Remove ‘Berlin Wall’ blocking Syria aid: humanitarian chief
Warring Syrian parties expected in Geneva for peace talks this week must agree to "tear down the Berlin Wall" blocking aid workers from reaching besieged Syrians, a senior humanitarian leader urged Tuesday.
Jan Egeland, the head of the Norwegian Refugee Council, and UN officials said they were willing to talk with any faction, including the Islamic State group (IS), if it helped deliver life-saving aid to victims of the conflict.
Peace talks, delayed by disputes over the make-up of the opposition delegation, are due to open on Friday.
United Nations envoy Staffan de Mistura, who is brokering the negotiations, has said that securing space for humanitarian workers was a top priority, with an estimated 4.5 million people living in besieged or restricted areas without regular access to aid.
Egeland, a former UN under-secretary general, said government and rebel forces could immediately pave the way for massive aid deliveries if they stopped playing “games.”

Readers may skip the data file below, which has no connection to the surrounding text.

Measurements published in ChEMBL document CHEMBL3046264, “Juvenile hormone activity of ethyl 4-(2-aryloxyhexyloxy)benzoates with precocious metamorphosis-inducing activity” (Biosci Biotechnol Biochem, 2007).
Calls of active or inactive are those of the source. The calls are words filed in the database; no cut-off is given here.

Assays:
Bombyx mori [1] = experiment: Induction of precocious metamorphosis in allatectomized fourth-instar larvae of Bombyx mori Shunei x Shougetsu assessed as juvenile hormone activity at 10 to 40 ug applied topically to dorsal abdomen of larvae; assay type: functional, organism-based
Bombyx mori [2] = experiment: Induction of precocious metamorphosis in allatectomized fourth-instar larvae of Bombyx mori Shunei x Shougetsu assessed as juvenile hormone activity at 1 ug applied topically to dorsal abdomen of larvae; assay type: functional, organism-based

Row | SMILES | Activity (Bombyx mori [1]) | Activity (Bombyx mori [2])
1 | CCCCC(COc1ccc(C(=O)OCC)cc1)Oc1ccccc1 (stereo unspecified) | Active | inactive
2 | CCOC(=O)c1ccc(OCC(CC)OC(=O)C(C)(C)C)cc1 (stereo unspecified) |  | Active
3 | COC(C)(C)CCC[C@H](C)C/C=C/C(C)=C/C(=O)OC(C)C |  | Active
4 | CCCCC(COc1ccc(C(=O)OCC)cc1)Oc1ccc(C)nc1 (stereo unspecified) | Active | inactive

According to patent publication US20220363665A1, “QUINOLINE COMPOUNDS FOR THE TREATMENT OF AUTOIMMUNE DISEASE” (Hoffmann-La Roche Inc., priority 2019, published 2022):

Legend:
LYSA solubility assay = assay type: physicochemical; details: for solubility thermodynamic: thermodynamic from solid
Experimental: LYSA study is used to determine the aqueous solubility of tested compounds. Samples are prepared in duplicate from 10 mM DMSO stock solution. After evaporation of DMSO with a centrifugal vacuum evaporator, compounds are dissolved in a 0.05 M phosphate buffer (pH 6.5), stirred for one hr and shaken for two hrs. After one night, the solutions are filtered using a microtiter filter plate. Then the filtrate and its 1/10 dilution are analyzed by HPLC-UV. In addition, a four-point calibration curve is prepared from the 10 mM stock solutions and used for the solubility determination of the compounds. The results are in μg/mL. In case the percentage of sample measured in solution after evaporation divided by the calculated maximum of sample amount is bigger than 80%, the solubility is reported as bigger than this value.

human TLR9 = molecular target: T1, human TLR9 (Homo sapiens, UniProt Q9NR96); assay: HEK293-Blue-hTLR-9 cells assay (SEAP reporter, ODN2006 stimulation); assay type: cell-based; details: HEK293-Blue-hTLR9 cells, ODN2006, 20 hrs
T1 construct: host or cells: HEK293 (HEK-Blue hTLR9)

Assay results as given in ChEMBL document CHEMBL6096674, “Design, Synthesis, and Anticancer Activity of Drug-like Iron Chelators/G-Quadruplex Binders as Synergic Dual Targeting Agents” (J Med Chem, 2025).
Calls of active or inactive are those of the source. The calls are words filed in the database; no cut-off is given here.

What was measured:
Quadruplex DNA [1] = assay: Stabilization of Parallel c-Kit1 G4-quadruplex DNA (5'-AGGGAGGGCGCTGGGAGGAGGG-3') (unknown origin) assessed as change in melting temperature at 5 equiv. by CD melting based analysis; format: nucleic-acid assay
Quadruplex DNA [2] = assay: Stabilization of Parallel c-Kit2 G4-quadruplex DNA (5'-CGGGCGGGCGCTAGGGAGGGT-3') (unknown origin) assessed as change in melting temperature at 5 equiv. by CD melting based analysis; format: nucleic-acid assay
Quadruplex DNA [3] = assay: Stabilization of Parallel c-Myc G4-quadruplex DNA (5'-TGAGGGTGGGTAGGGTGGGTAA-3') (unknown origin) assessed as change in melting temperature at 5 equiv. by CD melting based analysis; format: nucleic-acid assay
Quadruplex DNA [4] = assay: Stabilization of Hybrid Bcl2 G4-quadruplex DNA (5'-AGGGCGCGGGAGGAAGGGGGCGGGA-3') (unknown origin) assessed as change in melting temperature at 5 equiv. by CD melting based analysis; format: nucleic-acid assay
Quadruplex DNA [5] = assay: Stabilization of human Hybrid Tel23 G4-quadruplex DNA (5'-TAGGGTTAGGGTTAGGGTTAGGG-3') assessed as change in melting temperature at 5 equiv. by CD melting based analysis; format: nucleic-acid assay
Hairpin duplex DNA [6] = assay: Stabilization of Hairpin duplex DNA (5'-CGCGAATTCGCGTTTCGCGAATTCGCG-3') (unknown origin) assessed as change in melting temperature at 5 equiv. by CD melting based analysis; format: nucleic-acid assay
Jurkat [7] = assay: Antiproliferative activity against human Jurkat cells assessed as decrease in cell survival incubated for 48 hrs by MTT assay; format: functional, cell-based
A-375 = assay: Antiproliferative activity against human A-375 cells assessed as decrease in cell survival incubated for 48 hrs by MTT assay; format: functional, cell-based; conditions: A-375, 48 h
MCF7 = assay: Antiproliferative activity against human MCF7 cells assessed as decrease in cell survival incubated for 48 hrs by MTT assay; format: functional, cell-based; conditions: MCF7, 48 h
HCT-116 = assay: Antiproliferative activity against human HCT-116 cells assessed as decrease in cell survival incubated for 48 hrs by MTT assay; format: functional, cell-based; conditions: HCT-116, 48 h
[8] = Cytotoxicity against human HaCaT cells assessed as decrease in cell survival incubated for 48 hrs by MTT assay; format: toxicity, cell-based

He urged the rival parties to “tear down the Berlin Wall of hindrances they have built between us who can help and millions of defenceless civilians in the conflict zones.”
“We need agreed nation-wide humanitarian pauses and ceasefires now,” Egeland said. “It can be done from Geneva starting this weekend.”
With the wrangling over the opposition delegation persisting, the UN noted that millions of Syrians who need emergency aid are in areas controlled by IS, which is not part of any internationally-recognised peace process.
As any deal on humanitarian convoys would not apply to the extremist group’s territory, Egeland said he was “willing to speak to anyone to secure the access of me and my colleagues to people in need.”
John Ging, operations chief at the UN’s humanitarian agency (OCHA), agreed, telling reporters in response to a question about IS that the UN would “engage with any party, anywhere, anytime for the purpose of gaining access”, to those who need aid.
“There are certain parties, certain actors, who will not engage with us,” he said, in an apparent reference to IS.
The peace talks, where opposition and government representatives will initially be seated in separate rooms, are expected to last six months, with the first round slated to take two to three weeks.
De Mistura’s office said invitations to the approved negotiators were sent out on Tuesday, without providing any details about the delegations.